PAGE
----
dominance changed, they most likely would become more
willing to get involved with people.
A NEW, EMERGING VIEW OF PD
Due to these recent findings, researchers are beginning to think
differently about the stability of PD, and to view PD not as ‘‘set in
plaster’’ but as comprised of traits—some maladaptively ex-
treme—that show change within relative stability, together with
related, but less stable, dysfunctional behaviors. The latter—
which likely account for the lower stability of PD compared to
trait assessments—may be either less-direct trait manifestations
(as in the above example of interpersonal avoidance and social
inhibition), or they may develop as defensive or compensatory
coping behaviors in response to stress—both external events
and stress that is self-created by one’s own dysfunction. Relat-
edly, the persistent dysfunction of individuals with PD may be
manifestations of more stable personality traits that—being
extreme—take longer to normalize, even if they change in the
same way and at the same rate as do normal-range traits.
This emerging view of PD suggests that it would be fruitful to
revise PD diagnosis to distinguish more acute manifestations
from personality traits, and several strikingly similar proposals
have been made (Clark, 2007). Although they differ in partic-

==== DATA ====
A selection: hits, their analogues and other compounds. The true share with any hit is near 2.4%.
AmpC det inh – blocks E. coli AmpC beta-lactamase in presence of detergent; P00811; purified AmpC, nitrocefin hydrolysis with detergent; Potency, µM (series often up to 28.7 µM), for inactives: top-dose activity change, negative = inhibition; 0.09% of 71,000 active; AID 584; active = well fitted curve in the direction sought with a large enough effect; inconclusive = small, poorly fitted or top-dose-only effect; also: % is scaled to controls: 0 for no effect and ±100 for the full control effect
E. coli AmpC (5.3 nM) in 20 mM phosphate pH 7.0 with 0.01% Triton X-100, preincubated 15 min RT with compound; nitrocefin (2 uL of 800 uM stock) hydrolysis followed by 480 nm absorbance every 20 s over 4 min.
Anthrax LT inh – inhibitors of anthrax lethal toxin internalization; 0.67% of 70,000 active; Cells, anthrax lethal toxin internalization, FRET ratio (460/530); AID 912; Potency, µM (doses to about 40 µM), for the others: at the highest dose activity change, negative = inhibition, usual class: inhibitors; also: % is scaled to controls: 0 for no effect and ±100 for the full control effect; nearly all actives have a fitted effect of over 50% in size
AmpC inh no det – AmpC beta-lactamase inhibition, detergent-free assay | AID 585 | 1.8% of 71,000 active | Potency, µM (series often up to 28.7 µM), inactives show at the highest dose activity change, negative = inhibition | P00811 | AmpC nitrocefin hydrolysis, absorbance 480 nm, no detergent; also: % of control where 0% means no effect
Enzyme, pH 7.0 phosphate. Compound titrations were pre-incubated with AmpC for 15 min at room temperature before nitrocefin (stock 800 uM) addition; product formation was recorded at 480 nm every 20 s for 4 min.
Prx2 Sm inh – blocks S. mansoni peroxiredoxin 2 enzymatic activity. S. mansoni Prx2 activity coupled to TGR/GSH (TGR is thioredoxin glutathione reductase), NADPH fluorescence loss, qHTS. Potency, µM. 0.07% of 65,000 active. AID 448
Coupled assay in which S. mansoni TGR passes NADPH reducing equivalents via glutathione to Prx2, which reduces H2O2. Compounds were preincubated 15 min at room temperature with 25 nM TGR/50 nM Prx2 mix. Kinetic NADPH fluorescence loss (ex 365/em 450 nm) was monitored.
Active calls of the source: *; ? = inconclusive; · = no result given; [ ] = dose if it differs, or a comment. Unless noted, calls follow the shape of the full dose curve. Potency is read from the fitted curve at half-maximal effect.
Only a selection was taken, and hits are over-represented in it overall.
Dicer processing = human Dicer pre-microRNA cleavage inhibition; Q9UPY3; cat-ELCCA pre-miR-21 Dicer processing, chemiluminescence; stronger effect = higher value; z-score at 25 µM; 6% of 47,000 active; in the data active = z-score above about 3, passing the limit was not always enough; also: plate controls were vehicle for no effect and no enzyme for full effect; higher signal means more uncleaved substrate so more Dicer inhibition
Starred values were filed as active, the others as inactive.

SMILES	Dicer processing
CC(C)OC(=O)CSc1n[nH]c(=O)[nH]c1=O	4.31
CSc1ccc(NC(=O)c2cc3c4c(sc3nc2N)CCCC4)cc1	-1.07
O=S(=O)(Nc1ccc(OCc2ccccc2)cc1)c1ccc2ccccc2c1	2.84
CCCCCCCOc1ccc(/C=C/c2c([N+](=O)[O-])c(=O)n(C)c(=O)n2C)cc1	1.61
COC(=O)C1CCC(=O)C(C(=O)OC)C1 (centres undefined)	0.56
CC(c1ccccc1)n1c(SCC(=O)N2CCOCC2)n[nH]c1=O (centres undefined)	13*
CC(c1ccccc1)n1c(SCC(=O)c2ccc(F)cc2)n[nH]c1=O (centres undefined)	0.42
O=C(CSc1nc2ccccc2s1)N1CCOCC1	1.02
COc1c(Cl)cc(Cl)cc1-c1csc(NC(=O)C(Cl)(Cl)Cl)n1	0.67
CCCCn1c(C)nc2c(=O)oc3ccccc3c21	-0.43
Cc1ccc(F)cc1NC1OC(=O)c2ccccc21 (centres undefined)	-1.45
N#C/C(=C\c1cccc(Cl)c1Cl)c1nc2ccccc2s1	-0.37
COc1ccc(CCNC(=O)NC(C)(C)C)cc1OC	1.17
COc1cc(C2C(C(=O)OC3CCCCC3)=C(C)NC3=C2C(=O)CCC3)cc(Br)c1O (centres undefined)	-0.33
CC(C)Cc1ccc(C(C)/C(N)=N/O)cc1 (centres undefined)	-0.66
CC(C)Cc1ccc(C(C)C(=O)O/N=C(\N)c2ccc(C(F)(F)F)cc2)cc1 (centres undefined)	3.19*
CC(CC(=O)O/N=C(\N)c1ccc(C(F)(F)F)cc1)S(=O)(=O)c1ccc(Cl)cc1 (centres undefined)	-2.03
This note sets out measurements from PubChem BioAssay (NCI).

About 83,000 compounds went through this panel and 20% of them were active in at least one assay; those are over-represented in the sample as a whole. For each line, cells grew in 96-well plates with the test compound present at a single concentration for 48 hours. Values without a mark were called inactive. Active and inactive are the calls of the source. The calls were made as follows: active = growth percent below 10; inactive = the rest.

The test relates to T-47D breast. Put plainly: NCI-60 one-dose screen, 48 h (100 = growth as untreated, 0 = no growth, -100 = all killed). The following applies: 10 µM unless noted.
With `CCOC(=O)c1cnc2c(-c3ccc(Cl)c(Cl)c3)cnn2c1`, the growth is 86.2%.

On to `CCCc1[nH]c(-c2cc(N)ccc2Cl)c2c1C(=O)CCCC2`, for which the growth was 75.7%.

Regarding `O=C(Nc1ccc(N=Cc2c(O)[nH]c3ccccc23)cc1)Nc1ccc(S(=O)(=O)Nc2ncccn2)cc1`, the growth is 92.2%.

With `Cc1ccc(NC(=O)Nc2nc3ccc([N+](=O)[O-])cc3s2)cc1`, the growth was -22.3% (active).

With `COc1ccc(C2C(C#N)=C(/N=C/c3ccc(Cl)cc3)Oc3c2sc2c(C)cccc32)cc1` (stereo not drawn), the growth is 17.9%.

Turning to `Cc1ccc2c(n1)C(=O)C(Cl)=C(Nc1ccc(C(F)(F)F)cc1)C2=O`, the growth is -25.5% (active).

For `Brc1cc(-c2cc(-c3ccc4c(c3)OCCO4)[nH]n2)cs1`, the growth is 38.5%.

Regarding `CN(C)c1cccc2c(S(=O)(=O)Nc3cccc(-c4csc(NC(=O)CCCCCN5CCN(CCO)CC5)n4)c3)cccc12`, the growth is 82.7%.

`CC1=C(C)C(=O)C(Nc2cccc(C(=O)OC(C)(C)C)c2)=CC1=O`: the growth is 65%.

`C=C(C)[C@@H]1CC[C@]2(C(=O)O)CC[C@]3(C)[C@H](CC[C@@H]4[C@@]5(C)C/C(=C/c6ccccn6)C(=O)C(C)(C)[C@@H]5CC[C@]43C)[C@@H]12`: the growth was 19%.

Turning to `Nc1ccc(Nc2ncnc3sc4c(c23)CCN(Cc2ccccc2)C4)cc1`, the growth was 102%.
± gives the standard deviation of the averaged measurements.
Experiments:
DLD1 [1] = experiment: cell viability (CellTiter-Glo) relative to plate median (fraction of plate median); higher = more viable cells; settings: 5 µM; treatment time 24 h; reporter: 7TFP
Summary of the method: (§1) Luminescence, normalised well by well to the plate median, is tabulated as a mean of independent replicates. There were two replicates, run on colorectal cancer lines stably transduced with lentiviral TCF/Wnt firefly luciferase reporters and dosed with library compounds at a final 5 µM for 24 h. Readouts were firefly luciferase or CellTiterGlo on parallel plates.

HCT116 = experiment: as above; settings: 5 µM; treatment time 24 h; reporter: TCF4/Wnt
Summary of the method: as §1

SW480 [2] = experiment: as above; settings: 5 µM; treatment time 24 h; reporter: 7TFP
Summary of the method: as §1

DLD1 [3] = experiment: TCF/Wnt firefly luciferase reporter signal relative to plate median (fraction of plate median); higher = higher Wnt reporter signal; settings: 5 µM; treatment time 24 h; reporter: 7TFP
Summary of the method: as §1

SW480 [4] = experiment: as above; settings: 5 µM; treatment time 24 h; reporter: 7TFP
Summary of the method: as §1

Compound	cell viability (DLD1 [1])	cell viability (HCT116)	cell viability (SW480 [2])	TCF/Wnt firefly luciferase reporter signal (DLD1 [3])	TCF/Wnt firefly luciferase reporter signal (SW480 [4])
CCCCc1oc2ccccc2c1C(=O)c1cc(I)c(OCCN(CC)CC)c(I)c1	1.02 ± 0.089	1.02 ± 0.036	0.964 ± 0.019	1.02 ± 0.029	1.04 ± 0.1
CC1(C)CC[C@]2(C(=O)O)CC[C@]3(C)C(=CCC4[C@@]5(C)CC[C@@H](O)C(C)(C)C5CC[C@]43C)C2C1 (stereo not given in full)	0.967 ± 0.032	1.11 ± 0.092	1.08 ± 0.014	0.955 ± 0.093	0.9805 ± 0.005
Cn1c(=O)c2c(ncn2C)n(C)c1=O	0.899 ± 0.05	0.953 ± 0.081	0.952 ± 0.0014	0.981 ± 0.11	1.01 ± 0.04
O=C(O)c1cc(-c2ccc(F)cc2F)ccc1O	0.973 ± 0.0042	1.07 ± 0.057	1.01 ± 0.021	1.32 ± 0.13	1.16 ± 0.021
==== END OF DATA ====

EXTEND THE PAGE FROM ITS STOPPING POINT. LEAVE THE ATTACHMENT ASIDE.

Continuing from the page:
ulars, they all suggest that PD diagnosis has two components:
(a) diagnosing disorder, that is, assessing the level of psycho-
logical and social/interpersonal dysfunction (e.g., integrated
sense of self; family and occupational stability) and its acute
manifestations (e.g., ideas of reference, aggression, hyperper-
fectionism, suicidality); and (b) describing individuals’ per-
sonality traits. Over time, disorders might come and go, much as
in depression, whereas personality traits would be expected to
change less, and less rapidly.
This approach also suggests that initial treatment should focus
on more acute, changeable PD manifestations, whereas broader,
long-lasting outcomes may need to be effected through personal-
ity-trait change. Interestingly, one of the most well-established PD
treatments, dialectical behavior therapy, may succeed because it
is congruent with this emerging view of PD. Specifically, it first
targets specific behaviors that are life threatening, interfere with
treatment, and/or lower one’s quality of life, and later shifts its
focus to developing adaptive life skills (e.g., anger management)
and to resolving longstanding, problematic interpersonal dynam-